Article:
Reviewed by Gayle MacGregor – Sewing Machine Girl
Wig, Hairdressing and Shaving Bygones
by Gail Durbin
(Shire Library, ISBN: 978-0-85263-663-3)
This small but informative book covers a topic not often explored: The history of wigs, hairdressing and men’s shaving accoutrements.
Starting from 1624 the author explores the reasons why wigs became fashionable from their practical beginnings to becoming the fashion of the court, the clergy and of upwardly mobile society.
Early construction techniques of wigs and the subsequent advancement of these techniques and the tools of the trade are discussed.
The fashion for powdering and the reasons for this trend are explored along with accompanying black and white photographs of examples of equipment.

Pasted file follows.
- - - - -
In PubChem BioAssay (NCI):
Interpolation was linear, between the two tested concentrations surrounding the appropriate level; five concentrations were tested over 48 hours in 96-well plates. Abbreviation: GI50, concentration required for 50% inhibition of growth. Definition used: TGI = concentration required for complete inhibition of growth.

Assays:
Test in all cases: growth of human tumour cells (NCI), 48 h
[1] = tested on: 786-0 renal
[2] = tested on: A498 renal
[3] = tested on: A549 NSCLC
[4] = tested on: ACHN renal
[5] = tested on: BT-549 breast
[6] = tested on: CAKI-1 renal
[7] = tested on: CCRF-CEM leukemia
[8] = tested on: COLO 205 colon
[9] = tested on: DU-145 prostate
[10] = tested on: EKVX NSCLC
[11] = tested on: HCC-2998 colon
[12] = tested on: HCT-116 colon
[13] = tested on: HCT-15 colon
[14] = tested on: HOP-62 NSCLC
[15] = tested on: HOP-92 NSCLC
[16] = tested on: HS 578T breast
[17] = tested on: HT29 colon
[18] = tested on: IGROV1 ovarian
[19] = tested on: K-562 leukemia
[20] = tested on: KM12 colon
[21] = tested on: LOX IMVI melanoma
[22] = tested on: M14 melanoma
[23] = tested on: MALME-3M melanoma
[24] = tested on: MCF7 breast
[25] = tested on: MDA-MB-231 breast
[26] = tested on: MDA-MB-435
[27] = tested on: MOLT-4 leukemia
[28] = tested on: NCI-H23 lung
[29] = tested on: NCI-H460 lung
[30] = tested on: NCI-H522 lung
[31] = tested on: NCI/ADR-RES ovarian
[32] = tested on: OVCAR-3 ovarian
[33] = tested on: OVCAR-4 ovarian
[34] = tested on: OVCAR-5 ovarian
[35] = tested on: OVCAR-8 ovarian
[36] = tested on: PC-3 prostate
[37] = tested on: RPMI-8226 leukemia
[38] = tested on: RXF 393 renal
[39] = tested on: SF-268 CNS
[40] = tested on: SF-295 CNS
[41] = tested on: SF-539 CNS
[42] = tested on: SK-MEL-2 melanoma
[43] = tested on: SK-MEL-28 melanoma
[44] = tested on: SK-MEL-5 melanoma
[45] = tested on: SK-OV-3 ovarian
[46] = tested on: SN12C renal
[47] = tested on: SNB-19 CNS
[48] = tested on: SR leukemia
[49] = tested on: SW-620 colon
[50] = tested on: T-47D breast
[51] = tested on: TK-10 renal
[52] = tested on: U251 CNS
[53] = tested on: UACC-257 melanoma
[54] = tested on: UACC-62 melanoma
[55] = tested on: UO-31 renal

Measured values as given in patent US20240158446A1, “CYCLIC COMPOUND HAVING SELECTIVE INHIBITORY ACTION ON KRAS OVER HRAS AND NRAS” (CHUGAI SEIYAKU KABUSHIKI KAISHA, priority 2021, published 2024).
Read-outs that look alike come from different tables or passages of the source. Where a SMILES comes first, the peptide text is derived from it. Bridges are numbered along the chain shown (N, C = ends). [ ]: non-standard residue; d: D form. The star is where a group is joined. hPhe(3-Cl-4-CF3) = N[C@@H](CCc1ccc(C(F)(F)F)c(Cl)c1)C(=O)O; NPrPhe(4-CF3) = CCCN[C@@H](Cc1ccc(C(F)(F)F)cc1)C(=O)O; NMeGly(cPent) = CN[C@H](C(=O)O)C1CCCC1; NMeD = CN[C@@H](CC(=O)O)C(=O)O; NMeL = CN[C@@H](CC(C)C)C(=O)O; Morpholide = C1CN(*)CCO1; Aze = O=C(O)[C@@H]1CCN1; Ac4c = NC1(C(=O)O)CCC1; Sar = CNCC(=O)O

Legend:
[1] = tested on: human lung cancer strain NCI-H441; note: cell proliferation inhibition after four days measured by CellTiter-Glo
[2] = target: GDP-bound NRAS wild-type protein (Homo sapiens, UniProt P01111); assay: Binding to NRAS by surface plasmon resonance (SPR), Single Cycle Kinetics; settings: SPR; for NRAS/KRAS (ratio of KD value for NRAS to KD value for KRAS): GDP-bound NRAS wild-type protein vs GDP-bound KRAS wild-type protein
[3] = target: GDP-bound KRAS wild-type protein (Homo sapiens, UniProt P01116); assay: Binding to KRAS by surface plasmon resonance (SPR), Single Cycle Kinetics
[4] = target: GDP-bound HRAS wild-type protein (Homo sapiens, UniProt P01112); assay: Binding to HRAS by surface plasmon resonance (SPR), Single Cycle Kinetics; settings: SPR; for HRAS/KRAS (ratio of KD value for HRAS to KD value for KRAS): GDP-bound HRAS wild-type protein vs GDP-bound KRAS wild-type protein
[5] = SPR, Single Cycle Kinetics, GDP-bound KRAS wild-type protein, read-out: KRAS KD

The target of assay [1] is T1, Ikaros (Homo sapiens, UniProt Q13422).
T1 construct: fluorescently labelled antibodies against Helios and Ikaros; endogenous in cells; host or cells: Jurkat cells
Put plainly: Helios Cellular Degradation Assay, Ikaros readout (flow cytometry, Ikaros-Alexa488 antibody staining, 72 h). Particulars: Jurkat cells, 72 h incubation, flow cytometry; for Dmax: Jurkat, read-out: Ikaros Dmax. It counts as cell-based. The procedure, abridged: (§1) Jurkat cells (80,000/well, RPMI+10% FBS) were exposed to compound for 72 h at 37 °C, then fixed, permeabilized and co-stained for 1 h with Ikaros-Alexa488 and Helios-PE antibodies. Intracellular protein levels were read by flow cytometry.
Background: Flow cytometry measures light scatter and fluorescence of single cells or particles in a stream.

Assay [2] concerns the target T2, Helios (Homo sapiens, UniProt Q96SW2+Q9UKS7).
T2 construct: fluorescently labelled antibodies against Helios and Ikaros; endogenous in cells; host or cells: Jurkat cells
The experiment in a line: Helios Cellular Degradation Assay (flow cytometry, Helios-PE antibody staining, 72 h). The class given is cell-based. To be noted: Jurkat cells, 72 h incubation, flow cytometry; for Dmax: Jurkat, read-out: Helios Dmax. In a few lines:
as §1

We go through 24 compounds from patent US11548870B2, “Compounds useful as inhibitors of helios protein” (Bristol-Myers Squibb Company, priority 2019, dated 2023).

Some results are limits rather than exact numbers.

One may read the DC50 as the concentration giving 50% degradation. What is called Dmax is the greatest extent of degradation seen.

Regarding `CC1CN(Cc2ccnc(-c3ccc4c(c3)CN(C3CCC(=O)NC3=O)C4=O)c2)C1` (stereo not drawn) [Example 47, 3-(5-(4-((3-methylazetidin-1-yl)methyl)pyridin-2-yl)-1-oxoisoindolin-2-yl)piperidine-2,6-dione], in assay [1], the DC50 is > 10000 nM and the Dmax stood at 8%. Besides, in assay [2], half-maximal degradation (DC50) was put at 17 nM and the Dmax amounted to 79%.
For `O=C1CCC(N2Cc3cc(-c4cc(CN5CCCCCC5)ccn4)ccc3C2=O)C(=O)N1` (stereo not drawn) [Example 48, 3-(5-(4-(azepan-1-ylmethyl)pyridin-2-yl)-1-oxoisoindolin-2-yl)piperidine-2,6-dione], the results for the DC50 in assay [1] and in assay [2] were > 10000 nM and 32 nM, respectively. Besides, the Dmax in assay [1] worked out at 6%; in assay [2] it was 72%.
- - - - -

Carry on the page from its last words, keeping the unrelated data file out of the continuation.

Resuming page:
The impact on the fashion for wigs caused by government powder taxes imposed in 1795 to assist in funding the revolutionary wars against France is particularly well covered.
A brief history of hairpieces and false hair includes the influence of American technological advancements in the hair and hairpiece trade, and further industry developments into the 1960s.
The shaving chapter is particularly detailed covering barber shops, the history of razors, and sharpening equipment.
The history of hairdressing includes hair dyeing and the often toxic compounds used, pomades along with dressings, brushes, and combs. The development of the Hairdressing Salon along with the invention of curlers, permanent waving and hair dryers are also explored.
The text is supported by black and white portraits, accompanied with photographs including those of extant objects.
This fascinating book will be of particular interest to students of hairdressing, along with costume designers and properties departments for theatre and film.